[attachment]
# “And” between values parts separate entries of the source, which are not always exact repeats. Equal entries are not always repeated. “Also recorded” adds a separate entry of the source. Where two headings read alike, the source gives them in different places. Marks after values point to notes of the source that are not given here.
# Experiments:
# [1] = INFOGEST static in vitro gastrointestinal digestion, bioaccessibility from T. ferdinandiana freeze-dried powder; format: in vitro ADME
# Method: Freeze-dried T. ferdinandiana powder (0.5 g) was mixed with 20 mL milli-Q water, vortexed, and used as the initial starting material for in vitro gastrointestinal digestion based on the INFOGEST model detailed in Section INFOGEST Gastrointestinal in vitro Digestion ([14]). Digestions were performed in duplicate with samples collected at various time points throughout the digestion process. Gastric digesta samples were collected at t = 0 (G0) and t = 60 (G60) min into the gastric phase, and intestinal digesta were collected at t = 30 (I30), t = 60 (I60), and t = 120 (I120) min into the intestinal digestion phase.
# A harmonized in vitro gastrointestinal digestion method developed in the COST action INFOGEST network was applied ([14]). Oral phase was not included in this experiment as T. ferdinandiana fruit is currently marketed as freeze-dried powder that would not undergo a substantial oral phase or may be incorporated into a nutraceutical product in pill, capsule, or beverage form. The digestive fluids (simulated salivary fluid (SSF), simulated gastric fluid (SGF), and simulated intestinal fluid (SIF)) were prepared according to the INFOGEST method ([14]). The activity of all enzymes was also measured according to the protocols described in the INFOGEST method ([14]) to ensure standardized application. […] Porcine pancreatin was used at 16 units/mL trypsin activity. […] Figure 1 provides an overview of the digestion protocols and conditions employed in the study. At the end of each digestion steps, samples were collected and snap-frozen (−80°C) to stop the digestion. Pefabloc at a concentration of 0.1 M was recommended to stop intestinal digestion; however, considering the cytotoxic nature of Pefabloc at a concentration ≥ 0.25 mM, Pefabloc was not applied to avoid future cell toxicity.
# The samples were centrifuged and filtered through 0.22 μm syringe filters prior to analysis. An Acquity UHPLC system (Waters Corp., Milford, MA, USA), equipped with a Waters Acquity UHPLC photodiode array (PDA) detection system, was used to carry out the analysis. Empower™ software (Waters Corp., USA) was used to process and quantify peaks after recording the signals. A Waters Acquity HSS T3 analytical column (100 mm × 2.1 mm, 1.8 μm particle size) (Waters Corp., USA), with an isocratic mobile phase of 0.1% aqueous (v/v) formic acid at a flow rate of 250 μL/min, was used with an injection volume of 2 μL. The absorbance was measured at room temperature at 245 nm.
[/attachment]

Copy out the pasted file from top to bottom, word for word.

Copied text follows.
# “And” between values parts separate entries of the source, which are not always exact repeats. Equal entries are not always repeated. “Also recorded” adds a separate entry of the source. Where two headings read alike, the source gives them in different places. Marks after values point to notes of the source that are not given here.
# Experiments:
# [1] = INFOGEST static in vitro gastrointestinal digestion, bioaccessibility from T. ferdinandiana freeze-dried powder; format: in vitro ADME
# Method: Freeze-dried T. ferdinandiana powder (0.5 g) was mixed with 20 mL milli-Q water, vortexed, and used as the initial starting material for in vitro gastrointestinal digestion based on the INFOGEST model detailed in Section INFOGEST Gastrointestinal in vitro Digestion ([14]). Digestions were performed in duplicate with samples collected at various time points throughout the digestion process. Gastric digesta samples were collected at t = 0 (G0) and t = 60 (G60) min into the gastric phase, and intestinal digesta were collected at t = 30 (I30), t = 60 (I60), and t = 120 (I120) min into the intestinal digestion phase.
# A harmonized in vitro gastrointestinal digestion method developed in the COST action INFOGEST network was applied ([14]). Oral phase was not included in this experiment as T. ferdinandiana fruit is currently marketed as freeze-dried powder that would not undergo a substantial oral phase or may be incorporated into a nutraceutical product in pill, capsule, or beverage form. The digestive fluids (simulated salivary fluid (SSF), simulated gastric fluid (SGF), and simulated intestinal fluid (SIF)) were prepared according to the INFOGEST method ([14]). The activity of all enzymes was also measured according to the protocols described in the INFOGEST method ([14]) to ensure standardized application. […] Porcine pancreatin was used at 16 units/mL trypsin activity. […] Figure 1 provides an overview of the digestion protocols and conditions employed in the study. At the end of each digestion steps, samples were collected and snap-frozen (−80°C) to stop the digestion. Pefabloc at a concentration of 0.1 M was recommended to stop intestinal digestion; however, considering the cytotoxic nature of Pefabloc at a concentration ≥ 0.25 mM, Pefabloc was not applied to avoid future cell toxicity.
# The samples were centrifuged and filtered through 0.22 μm syringe filters prior to analysis. An Acquity UHPLC system (Waters Corp., Milford, MA, USA), equipped with a Waters Acquity UHPLC photodiode array (PDA) detection system, was used to carry out the analysis. Empower™ software (Waters Corp., USA) was used to process and quantify peaks after recording the signals. A Waters Acquity HSS T3 analytical column (100 mm × 2.1 mm, 1.8 μm particle size) (Waters Corp., USA), with an isocratic mobile phase of 0.1% aqueous (v/v) formic acid at a flow rate of 250 μL/min, was used with an injection volume of 2 μL. The absorbance was measured at room temperature at 245 nm.